This library is wrapper for the Exiftool command-line application (www.sno.phy.queensu.ca/~phil/exiftool) written by Phil Harvey. Read and write access is done in a clean OO manner.
Ruby 1.9 or higher and an installation of the Exiftool command-line application at least version 7.65. If you run on Ruby 1.8 or with a prior exiftool version install mini_exiftool version 1.x.x. Instructions for installation you can find under www.sno.phy.queensu.ca/~phil/exiftool/install.html .
Alternatively Wil Gieseler has bundled a meta-gem that eliminates the need for a separate Exiftool installation. Have a look at github.com/wilg/mini_exiftool_vendored or rubygems.org/gems/mini_exiftool_vendored .
First you need Exiftool (see under Requirements above). Then you can simply install the gem with
gem install mini_exiftool
If you need to support older versions of Ruby or exiftool (see Requirements above)
gem install --version "< 2.0.0" mini_exiftool
You can manually set the exiftool command that should be used via
MiniExiftool.command = '/path/to/my/exiftool'
In addition, you can also tell MiniExiftool where to store the PStore files with tags which exiftool supports. The PStore files are used for performance issues. Per default the PStore files are stored in a sub directory .mini_exiftool or _mini_exiftool under your home directory.
MiniExiftool.pstore_dir = '/path/to/pstore/dir'
If you're using Rails, this is easily done with
MiniExiftool.pstore_dir = Rails.root.join('tmp').to_s
Important hint: if you have to change the configuration you have to do this direct after require 'mini_exiftool'.
In general MiniExiftool is very intuitive to use as the following examples show:
# Reading meta data photo = MiniExiftool.new 'photo.jpg' puts photo.title # Writing meta data photo = MiniExiftool.new 'photo.jpg' photo.title = 'This is the new title' photo.save # Copying meta data photo = MiniExiftool.new('photo.jpg') photo.('another_photo.jpg', :author)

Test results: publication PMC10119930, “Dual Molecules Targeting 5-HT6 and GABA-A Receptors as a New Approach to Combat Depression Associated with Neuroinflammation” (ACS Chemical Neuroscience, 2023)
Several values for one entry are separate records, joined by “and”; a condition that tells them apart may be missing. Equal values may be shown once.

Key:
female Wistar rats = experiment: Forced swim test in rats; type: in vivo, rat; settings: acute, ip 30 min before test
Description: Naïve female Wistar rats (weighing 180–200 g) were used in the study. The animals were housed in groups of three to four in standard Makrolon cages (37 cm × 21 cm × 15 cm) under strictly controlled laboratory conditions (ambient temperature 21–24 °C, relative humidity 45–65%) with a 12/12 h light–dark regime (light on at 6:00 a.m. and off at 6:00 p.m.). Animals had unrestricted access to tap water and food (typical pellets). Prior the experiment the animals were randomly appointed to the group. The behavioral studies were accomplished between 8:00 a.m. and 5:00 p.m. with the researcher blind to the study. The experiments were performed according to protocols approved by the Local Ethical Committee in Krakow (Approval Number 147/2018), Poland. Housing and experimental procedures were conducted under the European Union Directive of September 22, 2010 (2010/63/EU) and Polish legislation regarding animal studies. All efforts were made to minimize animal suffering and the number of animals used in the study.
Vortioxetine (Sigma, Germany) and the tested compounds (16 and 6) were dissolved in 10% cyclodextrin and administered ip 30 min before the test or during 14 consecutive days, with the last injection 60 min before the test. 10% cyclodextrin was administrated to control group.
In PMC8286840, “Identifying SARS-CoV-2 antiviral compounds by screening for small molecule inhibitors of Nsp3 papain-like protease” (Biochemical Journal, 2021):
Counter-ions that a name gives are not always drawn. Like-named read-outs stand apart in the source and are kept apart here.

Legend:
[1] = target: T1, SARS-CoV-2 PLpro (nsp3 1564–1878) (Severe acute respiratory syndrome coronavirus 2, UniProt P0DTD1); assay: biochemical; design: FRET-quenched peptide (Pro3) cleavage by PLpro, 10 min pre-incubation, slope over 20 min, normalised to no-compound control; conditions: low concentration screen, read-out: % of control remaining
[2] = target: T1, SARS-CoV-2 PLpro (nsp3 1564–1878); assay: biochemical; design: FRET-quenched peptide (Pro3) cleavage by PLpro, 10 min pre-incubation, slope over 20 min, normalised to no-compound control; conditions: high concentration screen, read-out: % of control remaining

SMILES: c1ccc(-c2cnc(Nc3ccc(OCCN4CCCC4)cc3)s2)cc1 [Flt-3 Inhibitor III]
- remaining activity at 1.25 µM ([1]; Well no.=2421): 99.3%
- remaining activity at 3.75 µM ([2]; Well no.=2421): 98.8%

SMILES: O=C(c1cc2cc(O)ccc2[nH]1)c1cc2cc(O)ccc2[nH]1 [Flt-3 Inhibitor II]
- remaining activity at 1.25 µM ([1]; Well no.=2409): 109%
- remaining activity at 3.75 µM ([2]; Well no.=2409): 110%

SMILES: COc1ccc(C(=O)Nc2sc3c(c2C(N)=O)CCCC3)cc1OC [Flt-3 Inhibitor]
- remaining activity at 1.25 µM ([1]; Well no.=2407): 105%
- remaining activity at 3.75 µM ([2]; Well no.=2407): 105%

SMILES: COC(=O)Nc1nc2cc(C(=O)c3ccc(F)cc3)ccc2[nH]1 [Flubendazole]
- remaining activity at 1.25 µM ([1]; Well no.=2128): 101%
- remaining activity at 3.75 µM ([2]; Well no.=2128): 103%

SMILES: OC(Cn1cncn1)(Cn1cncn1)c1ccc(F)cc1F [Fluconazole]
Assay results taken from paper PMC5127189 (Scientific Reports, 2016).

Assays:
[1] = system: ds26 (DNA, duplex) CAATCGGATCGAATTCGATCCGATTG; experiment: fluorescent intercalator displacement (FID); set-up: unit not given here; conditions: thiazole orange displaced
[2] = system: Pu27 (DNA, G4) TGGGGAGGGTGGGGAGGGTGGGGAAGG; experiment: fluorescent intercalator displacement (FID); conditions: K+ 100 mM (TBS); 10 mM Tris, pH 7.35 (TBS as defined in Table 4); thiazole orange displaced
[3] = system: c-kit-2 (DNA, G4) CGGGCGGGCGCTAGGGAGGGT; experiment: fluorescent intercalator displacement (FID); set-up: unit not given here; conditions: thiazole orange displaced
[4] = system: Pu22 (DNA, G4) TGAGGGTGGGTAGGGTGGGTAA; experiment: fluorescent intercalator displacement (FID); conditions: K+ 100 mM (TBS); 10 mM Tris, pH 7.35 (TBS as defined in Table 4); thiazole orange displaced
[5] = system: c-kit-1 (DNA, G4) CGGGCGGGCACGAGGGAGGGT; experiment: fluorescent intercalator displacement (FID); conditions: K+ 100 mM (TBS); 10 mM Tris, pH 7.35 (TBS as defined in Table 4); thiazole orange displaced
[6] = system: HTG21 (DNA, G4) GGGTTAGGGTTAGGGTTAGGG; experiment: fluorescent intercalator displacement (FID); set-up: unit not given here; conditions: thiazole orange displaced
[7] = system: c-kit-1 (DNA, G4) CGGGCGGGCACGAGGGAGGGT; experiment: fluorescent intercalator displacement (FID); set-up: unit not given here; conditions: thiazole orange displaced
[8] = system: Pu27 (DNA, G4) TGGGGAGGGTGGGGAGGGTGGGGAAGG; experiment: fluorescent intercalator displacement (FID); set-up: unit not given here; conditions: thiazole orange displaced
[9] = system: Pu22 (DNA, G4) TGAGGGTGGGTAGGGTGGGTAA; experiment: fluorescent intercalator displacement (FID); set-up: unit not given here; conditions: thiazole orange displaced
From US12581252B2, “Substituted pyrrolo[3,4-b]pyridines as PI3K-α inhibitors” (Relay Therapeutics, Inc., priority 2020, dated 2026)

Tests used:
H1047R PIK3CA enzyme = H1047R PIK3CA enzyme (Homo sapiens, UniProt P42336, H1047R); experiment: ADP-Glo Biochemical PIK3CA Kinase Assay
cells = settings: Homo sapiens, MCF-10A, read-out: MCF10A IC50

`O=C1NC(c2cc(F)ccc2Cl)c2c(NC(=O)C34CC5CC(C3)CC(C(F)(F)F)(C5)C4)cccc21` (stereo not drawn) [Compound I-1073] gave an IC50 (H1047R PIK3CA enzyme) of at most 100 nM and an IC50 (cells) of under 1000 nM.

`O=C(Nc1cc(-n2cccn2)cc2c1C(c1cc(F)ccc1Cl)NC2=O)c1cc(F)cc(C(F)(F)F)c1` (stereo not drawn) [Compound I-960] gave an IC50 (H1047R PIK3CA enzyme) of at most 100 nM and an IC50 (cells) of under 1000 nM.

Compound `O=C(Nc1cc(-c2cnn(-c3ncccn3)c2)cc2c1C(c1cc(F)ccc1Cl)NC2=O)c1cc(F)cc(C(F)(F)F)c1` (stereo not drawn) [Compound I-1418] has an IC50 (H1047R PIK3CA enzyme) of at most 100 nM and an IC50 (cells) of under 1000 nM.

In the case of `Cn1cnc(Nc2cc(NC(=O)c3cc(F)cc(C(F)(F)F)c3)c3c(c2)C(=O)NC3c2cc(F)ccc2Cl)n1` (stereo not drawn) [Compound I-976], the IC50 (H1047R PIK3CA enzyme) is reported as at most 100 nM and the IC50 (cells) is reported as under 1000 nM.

For further information about using MiniExiftool read the Tutorial.rdoc in the project root folder and have a look at the examples in directory examples.
In MiniExiftool all strings are encoded in UTF-8. If you need other encodings in your project use the String#encod* methods.
If you have problems with corrupted strings when using MiniExiftool there are two reasons for this:
Internal character sets
You can specify the charset in which the meta data is in the file encoded if you read or write to some sections of meta data (i.e. IPTC, XMP …). It exists various options of the form *_encoding: exif, iptc, xmp, png, id3, pdf, photoshop, quicktime, aiff, mie and vorbis.
For IPTC meta data it is recommended to set also the CodedCharacterSet tag.
Please read the section about the character sets of the ExifTool command line application carefully to understand what's going on (www.sno.phy.queensu.ca/~phil/exiftool/faq.html#Q10)!
# Using UTF-8 as internal encoding for IPTC tags and MacRoman # as internal encoding for EXIF tags photo = MiniExiftool.new('photo.jpg', iptc_encoding: 'UTF8', exif_encoding: 'MacRoman' # IPTC CaptionAbstract is already UTF-8 encoded puts photo. # EXIF Comment is converted from MacRoman to UTF-8 puts photo.comment photo = MiniExiftool.new('photo.jpg', iptc_encoding: 'UTF8', exif_encoding: 'MacRoman' # When saving IPTC data setting CodedCharacterSet as recommended photo.coded_character_set = 'UTF8' # IPTC CaptionAbstract will be stored in UTF-8 encoding photo. = 'Some text with Ümläuts' # EXIF Comment will be stored in MacRoman encoding photo.comment = 'Comment with Ümläuts' photo.save
You use the correct internal character set but in the string are still corrupt characters. This problem you can solve with the option replace_invalid_chars:
# Replace all invalid characters with a question mark photo = MiniExiftool.new('photo.jpg', replace_invalid_chars: '?')
Jan Friedrich <email@example.com>
Copyright / License
Copyright © 2007-2014 by Jan Friedrich
Licensed under terms of the GNU LESSER GENERAL PUBLIC LICENSE, Version 2.1, February 1999 (see file COPYING for more details)